CILIP launch Blogger Challenge

CILIP Blogger Challenge

The Chartered Institute of Library and Information Professionals (CILIP) has launched the Blogger Challenge, a competition giving you the opportunity to talk about important library, knowledge and information issues.

Can you bring your knowledge and experience to bear on one of the big topics of the day and offer a new perspective?

Who can enter?

Anyone who works or studies in the library, knowledge or information sector, or has an interest in this or related areas, can enter the competition.

You don’t have to be a CILIP member to enter and you don’t have to live in the UK.

What sort of topics could I write about?

You could, for instance, provide a new perspective on a library, information and knowledge related topic, such as:

  • Everyday life, e.g. Why supermarket shelves should be arranged by Dewey Decimal
  • Copyright and the law, e.g. How does current UK copyright law serve people with disabilities?
  • Data, information and knowledge, e.g. Why don’t people care about their own data?
  • Education,e.g. How to teach information literacy in the classroom
  • Publishing, e.g. 6 reasons a paper book is the perfect technology
  • Research,e.g. 5 thoughts on the future of open access journals
  • Technology,e.g. How do you archive a video game?
  • The economy and business, e.g. 5 ways libraries are supporting new businesses
Judging criteria and guidelines

Each submission will be judged on the quality of the writing and the criteria below:

1. Be short and focused on one issue

  • The word limit is 500-1500 words

2. Have a short, meaningful and descriptive title

  • Less than 70 characters (including spaces)

3. Be relevant

  • It should focus on important issues relating to libraries, knowledge and information, and the relevance of these issue to wider society

4. Be bold and encourage debates

  • It should be bold; making a clear argument backed up by facts, stats and sources
  • It should encourage comments and debate

5. Be original

  • It should provide a new and original perspective
  • It should not have been published anywhere else previously, including on your own blog

6. Make complex concepts and ideas accessible to non-experts

  • Use simple, everyday language
  • Try to explain all acronyms and technical language

CILIP also ask that all entrants try to write for screen reading, bearing in mind that people read differently on a screen compared to reading on paper. For instance:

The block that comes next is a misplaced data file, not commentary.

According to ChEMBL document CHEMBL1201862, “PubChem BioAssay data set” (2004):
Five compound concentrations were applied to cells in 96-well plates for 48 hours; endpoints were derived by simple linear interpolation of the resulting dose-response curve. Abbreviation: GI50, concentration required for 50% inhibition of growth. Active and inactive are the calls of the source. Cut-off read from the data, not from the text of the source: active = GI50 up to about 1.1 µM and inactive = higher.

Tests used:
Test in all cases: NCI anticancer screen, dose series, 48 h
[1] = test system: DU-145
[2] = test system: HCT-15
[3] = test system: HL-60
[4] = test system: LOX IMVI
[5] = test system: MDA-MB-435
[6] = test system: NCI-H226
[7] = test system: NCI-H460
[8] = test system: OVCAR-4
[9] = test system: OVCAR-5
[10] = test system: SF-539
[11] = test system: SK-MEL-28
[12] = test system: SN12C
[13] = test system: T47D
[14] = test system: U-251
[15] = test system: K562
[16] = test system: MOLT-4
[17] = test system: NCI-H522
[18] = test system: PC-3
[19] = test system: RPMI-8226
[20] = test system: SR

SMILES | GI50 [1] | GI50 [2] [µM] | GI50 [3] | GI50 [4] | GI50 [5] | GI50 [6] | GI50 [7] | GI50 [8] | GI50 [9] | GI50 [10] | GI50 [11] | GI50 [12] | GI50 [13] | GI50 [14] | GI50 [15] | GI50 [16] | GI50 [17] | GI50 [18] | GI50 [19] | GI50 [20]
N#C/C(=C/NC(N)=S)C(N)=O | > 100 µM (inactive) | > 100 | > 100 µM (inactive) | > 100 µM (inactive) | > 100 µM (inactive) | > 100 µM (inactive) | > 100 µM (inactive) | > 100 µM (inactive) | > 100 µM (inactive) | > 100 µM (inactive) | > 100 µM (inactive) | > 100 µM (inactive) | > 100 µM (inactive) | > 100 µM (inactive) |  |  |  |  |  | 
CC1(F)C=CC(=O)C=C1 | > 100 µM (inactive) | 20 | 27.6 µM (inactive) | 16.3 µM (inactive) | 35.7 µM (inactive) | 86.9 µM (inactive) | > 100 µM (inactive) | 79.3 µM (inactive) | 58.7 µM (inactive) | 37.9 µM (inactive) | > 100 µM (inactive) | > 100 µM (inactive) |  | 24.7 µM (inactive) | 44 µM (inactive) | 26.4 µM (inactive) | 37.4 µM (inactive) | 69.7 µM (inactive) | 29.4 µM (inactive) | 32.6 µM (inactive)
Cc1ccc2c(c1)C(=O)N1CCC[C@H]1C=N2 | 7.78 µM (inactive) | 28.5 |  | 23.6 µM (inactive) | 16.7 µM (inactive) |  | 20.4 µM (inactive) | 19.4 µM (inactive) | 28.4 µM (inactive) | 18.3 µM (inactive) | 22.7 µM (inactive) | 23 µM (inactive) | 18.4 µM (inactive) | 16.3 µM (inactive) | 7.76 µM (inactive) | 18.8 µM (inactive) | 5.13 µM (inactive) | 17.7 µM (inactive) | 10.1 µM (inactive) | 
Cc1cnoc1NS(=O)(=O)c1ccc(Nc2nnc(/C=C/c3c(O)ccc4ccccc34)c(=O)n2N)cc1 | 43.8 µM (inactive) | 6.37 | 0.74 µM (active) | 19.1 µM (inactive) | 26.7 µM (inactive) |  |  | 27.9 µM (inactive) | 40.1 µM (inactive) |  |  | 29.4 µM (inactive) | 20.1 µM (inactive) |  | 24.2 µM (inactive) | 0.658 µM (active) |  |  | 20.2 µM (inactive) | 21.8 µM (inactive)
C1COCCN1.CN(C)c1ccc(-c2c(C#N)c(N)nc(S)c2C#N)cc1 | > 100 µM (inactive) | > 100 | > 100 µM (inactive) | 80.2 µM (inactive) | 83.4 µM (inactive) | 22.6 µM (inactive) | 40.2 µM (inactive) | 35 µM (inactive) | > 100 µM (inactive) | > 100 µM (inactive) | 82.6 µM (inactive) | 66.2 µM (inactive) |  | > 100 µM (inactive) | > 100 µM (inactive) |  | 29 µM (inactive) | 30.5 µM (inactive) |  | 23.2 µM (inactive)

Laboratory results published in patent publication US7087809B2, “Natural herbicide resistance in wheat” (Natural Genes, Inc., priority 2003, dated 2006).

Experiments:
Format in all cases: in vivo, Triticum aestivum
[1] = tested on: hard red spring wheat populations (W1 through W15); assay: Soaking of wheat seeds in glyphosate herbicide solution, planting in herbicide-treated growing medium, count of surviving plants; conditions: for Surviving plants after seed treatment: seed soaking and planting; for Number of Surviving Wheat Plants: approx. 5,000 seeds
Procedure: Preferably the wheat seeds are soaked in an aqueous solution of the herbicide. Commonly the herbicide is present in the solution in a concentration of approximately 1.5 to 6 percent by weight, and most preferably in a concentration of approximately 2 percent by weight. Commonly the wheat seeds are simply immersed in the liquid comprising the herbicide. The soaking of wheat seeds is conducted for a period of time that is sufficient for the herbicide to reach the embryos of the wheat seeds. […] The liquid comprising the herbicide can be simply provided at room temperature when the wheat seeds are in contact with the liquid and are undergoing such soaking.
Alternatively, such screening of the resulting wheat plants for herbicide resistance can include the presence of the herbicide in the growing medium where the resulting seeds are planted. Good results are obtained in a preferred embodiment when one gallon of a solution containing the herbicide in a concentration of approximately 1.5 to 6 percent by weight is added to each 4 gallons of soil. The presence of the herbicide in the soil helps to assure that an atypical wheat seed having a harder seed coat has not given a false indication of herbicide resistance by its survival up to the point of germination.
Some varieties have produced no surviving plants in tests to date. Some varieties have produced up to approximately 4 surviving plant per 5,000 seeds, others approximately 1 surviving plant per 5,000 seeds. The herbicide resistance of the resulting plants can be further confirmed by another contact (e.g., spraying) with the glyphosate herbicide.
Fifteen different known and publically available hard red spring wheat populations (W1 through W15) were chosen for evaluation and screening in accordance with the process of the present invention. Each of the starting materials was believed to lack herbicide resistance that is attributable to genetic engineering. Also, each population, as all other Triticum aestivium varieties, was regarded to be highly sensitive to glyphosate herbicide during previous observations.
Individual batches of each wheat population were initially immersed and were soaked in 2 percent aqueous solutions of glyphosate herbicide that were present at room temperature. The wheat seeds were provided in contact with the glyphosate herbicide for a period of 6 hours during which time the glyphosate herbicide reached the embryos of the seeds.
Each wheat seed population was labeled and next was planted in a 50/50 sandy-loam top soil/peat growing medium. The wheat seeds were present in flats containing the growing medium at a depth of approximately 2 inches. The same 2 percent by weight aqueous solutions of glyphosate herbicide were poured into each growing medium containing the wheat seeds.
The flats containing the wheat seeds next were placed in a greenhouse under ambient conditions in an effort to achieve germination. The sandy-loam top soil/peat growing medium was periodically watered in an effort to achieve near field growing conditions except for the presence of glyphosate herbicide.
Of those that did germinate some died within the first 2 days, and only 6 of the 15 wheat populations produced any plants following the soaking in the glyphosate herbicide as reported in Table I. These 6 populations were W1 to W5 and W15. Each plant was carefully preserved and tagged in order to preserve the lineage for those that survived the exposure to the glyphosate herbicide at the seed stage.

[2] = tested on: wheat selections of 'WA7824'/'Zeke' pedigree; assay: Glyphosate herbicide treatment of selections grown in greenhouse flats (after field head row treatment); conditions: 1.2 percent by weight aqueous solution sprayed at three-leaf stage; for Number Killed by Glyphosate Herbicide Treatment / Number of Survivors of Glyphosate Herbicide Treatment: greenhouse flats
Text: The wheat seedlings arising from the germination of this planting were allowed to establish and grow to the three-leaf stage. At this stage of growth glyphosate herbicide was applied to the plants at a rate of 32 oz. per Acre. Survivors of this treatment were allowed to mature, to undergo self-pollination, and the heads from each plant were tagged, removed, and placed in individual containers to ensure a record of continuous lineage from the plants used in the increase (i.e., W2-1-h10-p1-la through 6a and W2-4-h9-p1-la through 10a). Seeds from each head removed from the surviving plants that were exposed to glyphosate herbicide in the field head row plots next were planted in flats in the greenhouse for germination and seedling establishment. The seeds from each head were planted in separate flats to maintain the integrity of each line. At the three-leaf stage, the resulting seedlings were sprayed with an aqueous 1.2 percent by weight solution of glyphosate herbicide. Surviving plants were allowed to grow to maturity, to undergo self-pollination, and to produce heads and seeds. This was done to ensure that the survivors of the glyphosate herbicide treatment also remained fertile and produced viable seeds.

• Use sub-headings to break the blog into meaningful chunks of information
  • Try the inverted pyramid structure – start with the conclusion, cover the most important and interesting information first, and provide more detail later in the piece
  • Find out more about how users read on the web
 How do I submit a blog?

Please email your submission to, with a few lines about yourself and your interest in library and information related topics.

The submission should be a Word document or in the body of the email.

 When is the deadline?

Your submissions should be sent to by 5pm (GMT) on Friday, November 7th.

The winning blog post and highly commended blog posts will be chosen by Thursday, November 27th.

What happens after I submit?

The judging panel, chaired by CILIP Vice President Jan Parry, will review your submission. After the deadline has passed, CILIP will be in touch to let you know whether your blog post has been highly commended or not.

The winning blog post and highly commended blog posts will be published on the website at the end of November and start of December 2014.

 What can I win?

The writer of the winning submission will win an iPad mini or Samsung Galaxy Tab 4 (depending on the winner’s preference).

A group of highly commended submissions will also be selected. Each “highly commended” entrant will receive one Facet Book of their choice, up to a value of £60.

See terms and conditions.

 Why is CILIP running this competition?

CILIP want to promote:

  • Lively and thought-provoking discussion about issues relevant to the library, information and knowledge sectors
  • The value of the skills, expertise and knowledge of library, information and knowledge professionals to issues that impact on our day-to-day lives.
Who can I contact for more information?

If you have any questions about the competition, please email

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